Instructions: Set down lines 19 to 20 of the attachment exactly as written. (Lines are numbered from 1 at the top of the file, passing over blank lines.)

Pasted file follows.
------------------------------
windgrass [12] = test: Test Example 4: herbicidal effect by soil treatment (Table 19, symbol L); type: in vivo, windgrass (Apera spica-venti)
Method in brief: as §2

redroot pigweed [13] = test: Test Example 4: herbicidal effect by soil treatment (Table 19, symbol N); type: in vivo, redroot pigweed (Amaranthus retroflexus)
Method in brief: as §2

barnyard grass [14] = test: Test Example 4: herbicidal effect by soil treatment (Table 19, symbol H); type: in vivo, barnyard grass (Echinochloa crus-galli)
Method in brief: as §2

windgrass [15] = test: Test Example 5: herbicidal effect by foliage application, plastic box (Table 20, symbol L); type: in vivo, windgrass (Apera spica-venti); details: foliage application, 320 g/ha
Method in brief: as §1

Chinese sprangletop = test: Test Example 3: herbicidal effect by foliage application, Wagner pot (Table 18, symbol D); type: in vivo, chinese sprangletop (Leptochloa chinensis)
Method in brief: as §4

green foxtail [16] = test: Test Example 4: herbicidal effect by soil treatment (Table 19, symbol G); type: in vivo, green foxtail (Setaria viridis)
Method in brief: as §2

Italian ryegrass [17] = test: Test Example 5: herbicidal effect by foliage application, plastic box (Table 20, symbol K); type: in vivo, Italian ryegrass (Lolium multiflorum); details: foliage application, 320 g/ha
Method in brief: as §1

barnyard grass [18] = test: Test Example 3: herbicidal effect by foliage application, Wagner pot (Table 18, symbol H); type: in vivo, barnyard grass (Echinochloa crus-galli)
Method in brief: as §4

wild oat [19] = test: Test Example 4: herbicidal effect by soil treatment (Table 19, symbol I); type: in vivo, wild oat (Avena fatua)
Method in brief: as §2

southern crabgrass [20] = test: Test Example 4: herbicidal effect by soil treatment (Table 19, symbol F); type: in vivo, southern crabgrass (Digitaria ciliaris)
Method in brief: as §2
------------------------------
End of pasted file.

southern crabgrass [20] = test: Test Example 4: herbicidal effect by soil treatment (Table 19, symbol F); type: in vivo, southern crabgrass (Digitaria ciliaris)
Method in brief: as §2